17 November 2014

Small interfering RNAs against cancer

A well-known oncogene was "silenced"

Copper newsResearchers from the United States have developed a new approach to suppress the KRAS gene, which encodes a protein that stimulates the formation of a malignant tumor.

The results of the study published in the journal Molecular Cancer Therapeutics (Pecot et al., Therapeutic Silencing of KRAS using Systematically Delivered siRNAs) showed that the use of small interfering RNAs (miRNAs) not only dramatically stops the growth of cancer in the cells of the lung and colon, but also prevents the spread of metastases.

The KRAS protein is a signaling molecule that triggers a cascade of reactions that stimulate cell growth and survival. Mutations in this gene lead to their uncontrolled division. KRAS gene mutations occur in about 30 percent of lung, colon, pancreatic and thyroid cancers.

Suppression of the gene responsible for this process is difficult, since there are not enough places to insert small molecules and drug binding substances, and all attempts to inhibit this gene have had limited success. Researchers from the University of North Carolina have tested the possibilities of RNA interference - the process of suppressing gene expression (synthesis of the corresponding protein). This method uses short segments of RNA that cause suppression of the expression of certain genes. These fragments of mRNA bind to the matrix RNA (mRNA) in the cell, which is why the cell begins to perceive the mRNA that reads the information of the KRAS gene as hostile, which leads to its destruction by enzymes. As a result, uncontrolled cell growth stops.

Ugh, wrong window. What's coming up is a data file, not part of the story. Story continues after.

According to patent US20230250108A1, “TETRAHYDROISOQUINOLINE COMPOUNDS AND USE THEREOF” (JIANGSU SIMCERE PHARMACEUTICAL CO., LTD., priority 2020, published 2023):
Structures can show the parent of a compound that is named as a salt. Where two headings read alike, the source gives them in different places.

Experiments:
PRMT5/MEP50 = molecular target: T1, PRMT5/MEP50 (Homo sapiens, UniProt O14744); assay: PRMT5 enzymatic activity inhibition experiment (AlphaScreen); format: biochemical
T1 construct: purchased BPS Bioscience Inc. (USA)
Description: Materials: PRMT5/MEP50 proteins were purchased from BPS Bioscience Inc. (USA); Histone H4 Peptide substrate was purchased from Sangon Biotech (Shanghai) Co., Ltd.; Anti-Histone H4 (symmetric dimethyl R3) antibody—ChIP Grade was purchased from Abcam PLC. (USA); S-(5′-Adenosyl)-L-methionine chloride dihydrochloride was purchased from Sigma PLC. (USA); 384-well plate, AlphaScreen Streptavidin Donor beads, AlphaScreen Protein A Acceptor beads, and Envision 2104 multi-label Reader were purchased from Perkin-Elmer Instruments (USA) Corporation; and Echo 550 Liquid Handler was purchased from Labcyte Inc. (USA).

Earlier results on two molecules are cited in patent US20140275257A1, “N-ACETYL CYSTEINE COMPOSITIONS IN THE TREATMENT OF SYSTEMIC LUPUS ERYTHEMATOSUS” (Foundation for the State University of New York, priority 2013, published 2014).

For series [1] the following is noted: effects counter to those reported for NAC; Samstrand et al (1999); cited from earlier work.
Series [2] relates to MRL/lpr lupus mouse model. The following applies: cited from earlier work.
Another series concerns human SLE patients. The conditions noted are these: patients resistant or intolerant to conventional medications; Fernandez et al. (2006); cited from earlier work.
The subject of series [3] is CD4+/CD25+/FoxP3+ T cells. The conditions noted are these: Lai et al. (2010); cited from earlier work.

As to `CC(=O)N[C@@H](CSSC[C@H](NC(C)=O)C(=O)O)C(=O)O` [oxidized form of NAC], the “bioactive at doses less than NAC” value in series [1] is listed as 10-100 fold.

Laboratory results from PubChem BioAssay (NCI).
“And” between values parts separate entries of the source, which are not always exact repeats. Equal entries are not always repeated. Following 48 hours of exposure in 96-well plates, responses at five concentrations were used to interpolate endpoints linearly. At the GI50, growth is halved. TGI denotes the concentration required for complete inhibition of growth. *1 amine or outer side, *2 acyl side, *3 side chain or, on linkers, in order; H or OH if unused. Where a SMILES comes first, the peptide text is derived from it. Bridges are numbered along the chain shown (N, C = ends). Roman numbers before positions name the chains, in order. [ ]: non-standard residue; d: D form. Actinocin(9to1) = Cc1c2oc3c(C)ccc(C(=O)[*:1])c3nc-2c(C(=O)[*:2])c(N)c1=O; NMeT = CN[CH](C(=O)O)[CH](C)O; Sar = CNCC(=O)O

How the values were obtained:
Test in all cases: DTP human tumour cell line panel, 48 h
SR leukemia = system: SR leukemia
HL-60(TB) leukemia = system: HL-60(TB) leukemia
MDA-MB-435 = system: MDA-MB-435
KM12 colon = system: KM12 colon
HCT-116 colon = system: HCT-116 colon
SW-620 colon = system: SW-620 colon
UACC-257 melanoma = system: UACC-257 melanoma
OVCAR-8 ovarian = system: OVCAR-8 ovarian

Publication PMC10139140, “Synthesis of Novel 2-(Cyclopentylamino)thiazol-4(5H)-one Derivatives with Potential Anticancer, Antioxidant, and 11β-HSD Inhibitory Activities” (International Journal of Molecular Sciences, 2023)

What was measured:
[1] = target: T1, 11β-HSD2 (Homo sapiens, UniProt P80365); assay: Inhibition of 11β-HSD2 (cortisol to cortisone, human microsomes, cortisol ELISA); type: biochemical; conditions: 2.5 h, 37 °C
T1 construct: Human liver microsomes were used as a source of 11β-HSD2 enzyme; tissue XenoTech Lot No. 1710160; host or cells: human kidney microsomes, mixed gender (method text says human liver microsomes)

RNA interference has great prospects in the treatment of liver diseases, viral infections and cancer. The scientists selected the most effective miRNA sequences that they tested on the culture of malignant cells. The results showed that these synthetic RNA segments suppressed more than 90 percent of KRAS (matrix RNA) gene production, and also significantly reduced the activity of two signaling molecules (PERK and pMEK), which are also involved in the growth of tumor cells. Then the effect of these miRNAs, hidden in lipid nanoparticles, was tested on mice with a model of lung and colon cancer. The results are similar – the experimental method significantly slowed down the development of primary tumors (by about 70 percent). In addition, suppression of the KRAS gene reduced the spread of metastases to other organs by 80 percent.

On the left is a bioluminescence image of a tumor affected by miRNA that does not suppress KRAS expression in control group mice; on the right is a tumor reduction after the use of a KRAS inhibitor (figure from the press release of the University of North Carolina at Chapel Hill School of Medicine: UNC researchers silence leading cancer–causing gene) – VM.In the future, these data may become a platform for the development of targeted antitumor therapy, but now this is only the first step towards gaining control over this oncogene.

Portal "Eternal youth" http://vechnayamolodost.ru17.11.2014

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